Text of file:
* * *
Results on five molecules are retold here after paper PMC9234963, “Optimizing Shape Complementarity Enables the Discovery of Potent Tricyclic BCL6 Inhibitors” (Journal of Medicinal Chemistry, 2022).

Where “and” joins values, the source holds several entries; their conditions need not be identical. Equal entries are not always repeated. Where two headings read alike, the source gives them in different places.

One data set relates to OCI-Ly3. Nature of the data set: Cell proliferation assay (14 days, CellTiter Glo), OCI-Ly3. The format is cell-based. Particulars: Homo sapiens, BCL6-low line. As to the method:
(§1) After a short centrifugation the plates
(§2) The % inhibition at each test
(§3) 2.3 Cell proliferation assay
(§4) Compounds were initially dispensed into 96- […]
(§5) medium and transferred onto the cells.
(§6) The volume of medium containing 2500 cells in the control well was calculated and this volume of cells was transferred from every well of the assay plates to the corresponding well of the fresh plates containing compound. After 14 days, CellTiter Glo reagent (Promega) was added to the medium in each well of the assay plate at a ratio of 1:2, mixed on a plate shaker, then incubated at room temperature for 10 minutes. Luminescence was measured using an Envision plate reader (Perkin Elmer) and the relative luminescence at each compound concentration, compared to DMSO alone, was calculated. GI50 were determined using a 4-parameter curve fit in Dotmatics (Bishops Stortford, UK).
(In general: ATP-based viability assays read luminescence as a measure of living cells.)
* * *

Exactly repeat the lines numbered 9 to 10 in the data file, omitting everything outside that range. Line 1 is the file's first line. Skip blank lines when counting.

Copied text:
(§6) The volume of medium containing 2500 cells in the control well was calculated and this volume of cells was transferred from every well of the assay plates to the corresponding well of the fresh plates containing compound. After 14 days, CellTiter Glo reagent (Promega) was added to the medium in each well of the assay plate at a ratio of 1:2, mixed on a plate shaker, then incubated at room temperature for 10 minutes. Luminescence was measured using an Envision plate reader (Perkin Elmer) and the relative luminescence at each compound concentration, compared to DMSO alone, was calculated. GI50 were determined using a 4-parameter curve fit in Dotmatics (Bishops Stortford, UK).
(In general: ATP-based viability assays read luminescence as a measure of living cells.)